Alex said...

Thanks for confirming the obvious fact that you've never attended, nor contributed to any of the regular community meetings whatsoever - and have no plans to start.

Obviously decisions will have to continue without you or your views being represented, since you can't actually be bothered to contribute. [Presumably you believe it's the council's responsibility, that you don't care enough to turn up to community meetings?]

No doubt, you'll continue to commentate on your hindsight opposition to those who CAN be bothered to do more than commentate. Those who actually contribute, support issues they feel passionate about, DO turn up and do make a difference within their community.

DT said...

Alex, just because you attend meetings doesn't make you right.

EC and LC have the right to point out to you the flaws in the plan, which are.

For £50,000 we gain a community garden,
1) We lose valuable parking spaces,

2) these include the only blue badge spaces in the area (you probably know these as 'I'm just popping in for a pack of fags spaces') and so remove the library as a facility for the disabled.

3) This garden will have to be enclosed, or it will almost certainly suffer with vandalism and/or theft.
4) The garden will only have use for part of the year, no one will use it in mid winter.
5) It will require maintenance, which budget will supply that?

Alex said...

The event itself was advertised here on the blog, not once, but twice, on Sunday 5th May "Vote For Council Cash" and on Wednesday 8th May "Choosing a Book to Weed". [If you recall, you thoughtfully wrote about "kill the idea stone dead" even before the participatory meeting took place - which is where it secured enough support to finish 2nd out of 15 projects].

All your questions were covered in some detail, during the presentation and after by the Friends representative, who was answering questions, at the Participatory Budgetary Meeting on Saturday 11th May. Again, for those who felt strongly about it, either way, but didn't turn up, how come you weren't there?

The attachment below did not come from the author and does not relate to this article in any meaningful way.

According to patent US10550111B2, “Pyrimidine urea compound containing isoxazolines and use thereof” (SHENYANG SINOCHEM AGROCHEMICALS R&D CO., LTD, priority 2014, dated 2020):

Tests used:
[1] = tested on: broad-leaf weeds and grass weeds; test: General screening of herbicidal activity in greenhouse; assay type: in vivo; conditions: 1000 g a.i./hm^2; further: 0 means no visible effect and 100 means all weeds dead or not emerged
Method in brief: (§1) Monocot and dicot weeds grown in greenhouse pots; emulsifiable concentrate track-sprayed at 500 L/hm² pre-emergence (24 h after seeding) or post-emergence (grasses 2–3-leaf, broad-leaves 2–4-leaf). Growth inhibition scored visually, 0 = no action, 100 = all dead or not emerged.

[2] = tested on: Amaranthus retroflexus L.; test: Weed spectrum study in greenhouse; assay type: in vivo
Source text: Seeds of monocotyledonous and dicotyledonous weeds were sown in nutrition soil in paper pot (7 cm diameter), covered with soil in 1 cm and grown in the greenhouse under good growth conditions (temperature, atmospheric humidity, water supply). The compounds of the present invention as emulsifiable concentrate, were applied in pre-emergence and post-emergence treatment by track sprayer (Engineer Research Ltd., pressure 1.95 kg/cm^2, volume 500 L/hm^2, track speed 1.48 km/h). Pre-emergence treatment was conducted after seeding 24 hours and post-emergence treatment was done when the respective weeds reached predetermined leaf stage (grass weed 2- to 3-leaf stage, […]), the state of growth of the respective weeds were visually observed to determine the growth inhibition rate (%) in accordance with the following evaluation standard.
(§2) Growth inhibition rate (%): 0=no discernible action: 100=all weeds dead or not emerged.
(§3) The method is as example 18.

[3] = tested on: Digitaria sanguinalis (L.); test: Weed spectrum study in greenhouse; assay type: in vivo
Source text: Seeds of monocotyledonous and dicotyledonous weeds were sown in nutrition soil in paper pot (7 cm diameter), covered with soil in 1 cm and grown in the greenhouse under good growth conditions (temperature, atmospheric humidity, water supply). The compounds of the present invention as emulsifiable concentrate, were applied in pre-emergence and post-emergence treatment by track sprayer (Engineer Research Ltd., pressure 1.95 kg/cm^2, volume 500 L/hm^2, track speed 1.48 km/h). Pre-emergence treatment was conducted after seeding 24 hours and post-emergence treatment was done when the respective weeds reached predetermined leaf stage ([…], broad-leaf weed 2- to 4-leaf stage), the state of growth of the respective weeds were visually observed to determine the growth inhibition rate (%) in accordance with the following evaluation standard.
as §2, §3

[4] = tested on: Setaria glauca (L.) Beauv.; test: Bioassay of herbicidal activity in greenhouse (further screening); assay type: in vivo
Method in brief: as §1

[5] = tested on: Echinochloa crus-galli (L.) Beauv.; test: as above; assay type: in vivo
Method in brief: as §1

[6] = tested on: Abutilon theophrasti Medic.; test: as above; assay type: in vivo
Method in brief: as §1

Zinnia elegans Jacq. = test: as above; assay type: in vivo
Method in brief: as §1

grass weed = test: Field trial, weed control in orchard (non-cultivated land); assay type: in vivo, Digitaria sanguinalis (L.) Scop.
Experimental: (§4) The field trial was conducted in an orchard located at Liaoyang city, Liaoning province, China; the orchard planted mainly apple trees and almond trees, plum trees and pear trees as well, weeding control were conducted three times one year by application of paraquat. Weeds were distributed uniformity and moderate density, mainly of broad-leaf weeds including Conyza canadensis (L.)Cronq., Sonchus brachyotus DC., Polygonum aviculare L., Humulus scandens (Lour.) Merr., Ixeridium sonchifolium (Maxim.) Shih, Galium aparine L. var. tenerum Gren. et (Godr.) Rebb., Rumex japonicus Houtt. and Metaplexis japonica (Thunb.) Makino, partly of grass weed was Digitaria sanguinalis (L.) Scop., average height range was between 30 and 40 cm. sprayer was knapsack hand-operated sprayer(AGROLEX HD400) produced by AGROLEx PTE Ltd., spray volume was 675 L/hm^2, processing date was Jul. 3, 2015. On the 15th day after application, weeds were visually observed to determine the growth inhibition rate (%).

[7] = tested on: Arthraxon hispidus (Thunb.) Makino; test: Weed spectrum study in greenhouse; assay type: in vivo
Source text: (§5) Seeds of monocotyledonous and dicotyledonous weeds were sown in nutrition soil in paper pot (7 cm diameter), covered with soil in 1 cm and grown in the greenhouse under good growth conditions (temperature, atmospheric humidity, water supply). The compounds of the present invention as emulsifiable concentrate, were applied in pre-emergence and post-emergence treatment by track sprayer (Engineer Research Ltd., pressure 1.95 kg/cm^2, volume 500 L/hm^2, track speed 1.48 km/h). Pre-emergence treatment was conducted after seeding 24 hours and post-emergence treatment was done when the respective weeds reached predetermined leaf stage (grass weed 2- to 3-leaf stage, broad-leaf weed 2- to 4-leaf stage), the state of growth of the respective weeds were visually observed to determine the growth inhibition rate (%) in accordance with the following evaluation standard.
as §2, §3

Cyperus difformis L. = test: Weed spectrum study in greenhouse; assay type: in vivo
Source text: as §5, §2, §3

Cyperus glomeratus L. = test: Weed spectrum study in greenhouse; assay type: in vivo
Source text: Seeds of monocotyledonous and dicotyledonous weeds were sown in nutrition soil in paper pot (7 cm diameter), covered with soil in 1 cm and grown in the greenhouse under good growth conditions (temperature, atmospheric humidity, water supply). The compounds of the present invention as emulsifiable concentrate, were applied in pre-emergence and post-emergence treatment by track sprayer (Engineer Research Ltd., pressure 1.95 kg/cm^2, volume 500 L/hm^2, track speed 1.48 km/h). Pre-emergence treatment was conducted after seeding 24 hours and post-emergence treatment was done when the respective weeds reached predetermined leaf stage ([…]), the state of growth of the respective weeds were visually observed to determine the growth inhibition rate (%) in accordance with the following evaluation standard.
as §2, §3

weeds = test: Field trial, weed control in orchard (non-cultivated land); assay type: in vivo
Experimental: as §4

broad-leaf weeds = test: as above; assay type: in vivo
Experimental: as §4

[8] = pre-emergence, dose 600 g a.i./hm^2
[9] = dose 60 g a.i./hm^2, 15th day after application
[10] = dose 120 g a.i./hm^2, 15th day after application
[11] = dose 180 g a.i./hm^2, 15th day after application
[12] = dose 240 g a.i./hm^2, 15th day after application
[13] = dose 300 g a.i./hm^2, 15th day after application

For those who knew about the event, but were insufficiently interested to attend and take part in the decision making, yet now object strongly to its outcomes, I suggest you pop in the library, where the details are shown in a presentation.

If the answers aren't immediately there, I suggest you contact the focal point, whose email address is on the board, or ask at the library desk.

At the Participatory Budgetary Event, there were a diverse range of projects seeking funding. Clearly, many of the presentations took some time to put together, by likeminded teams from of the local community, who felt strongly about their community and their environment.

I was happy to lend my voting support to four local projects - I suggest you would have found it so much more rewarding and informative, than idly writing off the chances of a project's bid- which later succeeded!

Lord Cynic said...

Thank you Alex. Didn't see your kind invitation til 1st June. I hope it was a good meeting. Spending vast amounts of cash on a library garden is not "shaping (Worcester Park's) future for the better". Rather like the path proposed to be bulldozed through Cuddington Park.